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Re: Should the ASP loophole be fixed? (Re: The Affero license)

David Turner <novalis@novalis.org> writes:

> On Tue, 2003-03-11 at 00:21, Thomas Bushnell, BSG wrote:
> > > Joe rebuilds the software to offer customers contracts over the web. 
> > > Now, one of his customers says, "that's really cool, I want to be able
> > > to do the same for my customers."  Ought that customer to be able to get
> > > the source code?  You say no, I say yes.  We're at impasse
> > 
> > Why do you say yes?  "Joe rebuilds the software to print the contracts
> > on pink paper.  One of his customers says 'that's really cool, I want
> > to do the same for my customers'."  Why should Joe be obliged to
> > distribute anything?
> Because someone who just gets a piece of paper is in no sense a user of
> the software, while someone who uses software over the web, is.

Huh?  Nonsense.  You've played games with me, and I wish you
wouldn't... Indeed, you said you'd comment on the Affero bit if only I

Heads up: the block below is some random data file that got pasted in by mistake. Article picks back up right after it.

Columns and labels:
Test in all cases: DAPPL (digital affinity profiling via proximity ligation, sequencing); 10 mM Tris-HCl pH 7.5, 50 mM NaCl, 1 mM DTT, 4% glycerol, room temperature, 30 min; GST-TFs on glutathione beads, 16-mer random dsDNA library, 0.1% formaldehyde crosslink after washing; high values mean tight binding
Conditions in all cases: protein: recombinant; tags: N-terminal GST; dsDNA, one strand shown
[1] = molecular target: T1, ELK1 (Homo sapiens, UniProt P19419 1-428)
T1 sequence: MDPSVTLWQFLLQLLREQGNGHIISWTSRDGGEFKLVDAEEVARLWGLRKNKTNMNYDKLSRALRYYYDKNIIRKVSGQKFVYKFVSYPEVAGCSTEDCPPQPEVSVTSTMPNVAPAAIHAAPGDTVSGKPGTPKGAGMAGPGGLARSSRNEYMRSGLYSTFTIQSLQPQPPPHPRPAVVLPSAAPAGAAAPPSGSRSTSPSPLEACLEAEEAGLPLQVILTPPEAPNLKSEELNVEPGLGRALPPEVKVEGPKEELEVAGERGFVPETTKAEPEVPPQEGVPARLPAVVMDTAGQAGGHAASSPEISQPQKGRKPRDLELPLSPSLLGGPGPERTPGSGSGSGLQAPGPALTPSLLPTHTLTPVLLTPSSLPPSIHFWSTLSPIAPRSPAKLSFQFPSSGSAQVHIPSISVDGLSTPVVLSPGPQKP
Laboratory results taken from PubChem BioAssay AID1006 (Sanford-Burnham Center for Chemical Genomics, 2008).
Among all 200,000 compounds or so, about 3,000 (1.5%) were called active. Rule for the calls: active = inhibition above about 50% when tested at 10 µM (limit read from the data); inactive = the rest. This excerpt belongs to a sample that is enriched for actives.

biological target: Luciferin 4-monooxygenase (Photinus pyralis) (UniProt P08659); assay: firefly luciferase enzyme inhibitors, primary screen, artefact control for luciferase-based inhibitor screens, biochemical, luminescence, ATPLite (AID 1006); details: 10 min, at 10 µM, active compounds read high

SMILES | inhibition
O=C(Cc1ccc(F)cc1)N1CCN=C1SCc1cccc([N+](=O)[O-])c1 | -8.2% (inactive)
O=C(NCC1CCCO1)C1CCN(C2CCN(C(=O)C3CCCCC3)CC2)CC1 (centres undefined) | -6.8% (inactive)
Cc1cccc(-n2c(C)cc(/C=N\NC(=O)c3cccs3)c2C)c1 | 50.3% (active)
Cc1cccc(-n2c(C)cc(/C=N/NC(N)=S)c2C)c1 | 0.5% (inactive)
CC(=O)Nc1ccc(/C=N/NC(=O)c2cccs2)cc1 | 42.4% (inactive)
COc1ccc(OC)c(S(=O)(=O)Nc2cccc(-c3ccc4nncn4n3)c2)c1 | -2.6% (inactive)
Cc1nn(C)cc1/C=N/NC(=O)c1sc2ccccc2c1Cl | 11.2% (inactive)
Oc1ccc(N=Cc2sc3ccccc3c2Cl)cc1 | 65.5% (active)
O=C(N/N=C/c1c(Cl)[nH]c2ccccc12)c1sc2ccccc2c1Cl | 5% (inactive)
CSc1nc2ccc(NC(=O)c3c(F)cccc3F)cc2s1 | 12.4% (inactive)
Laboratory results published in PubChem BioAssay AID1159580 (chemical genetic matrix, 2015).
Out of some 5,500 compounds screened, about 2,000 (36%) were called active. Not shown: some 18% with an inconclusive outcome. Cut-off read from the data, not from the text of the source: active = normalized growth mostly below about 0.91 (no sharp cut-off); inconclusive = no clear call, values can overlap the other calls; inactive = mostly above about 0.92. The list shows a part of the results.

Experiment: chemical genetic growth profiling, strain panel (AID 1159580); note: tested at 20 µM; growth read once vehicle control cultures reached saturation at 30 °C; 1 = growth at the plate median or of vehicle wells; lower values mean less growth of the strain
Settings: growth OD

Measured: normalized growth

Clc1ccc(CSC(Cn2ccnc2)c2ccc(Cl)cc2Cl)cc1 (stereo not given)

change the thread, and you mostly ignored my most serious posts until
that thread got changed to its current title, and even then, you pay
attention to only the smallest bits, and seem not to want to
understand the basic position I'm putting forth.

Still, I'll keep trying.  "Someone who just gets a web page delivered
is in no sense a user of the software that delivers it."  Why is the
medium of delivery of the message the key factor?

What about Google?  Am I a user of google's software?  If I got the
source, how would I be able to change it and thus improve my
google-using experience?

> Of the AGPL if *nothing* about your system were changed except the
> licensing of all of the currently GPL'd software were changed to AGPL? 
> I don't think so, since there's no (2)(d) code in any of that software.
> But if there were (2)(d) code, ought you to be required to give these
> friends copies of the source code because you're letting them run the
> binaries?  In that case, I say, yes.

If all you are saying is that I should comply with the licenses of
software I copy, then of course.  If you are saying that therefore the
license is a free software license, you are blowing smoke.  

> No, I only want *users* to be able to obtain source code to the programs
> they use.  I guess my example doesn't really follow, though.

Users?  All users?  The users of google?  ALL users?  I thought I
understood what a "user" was, but it turns out I don't.  All I can get
from your cryptic comments is that a user is someone you think should
get the source, but you can't really tell me what makes someone a

I think the word has almost no usable definition, though I'm happy to
be proved wrong.

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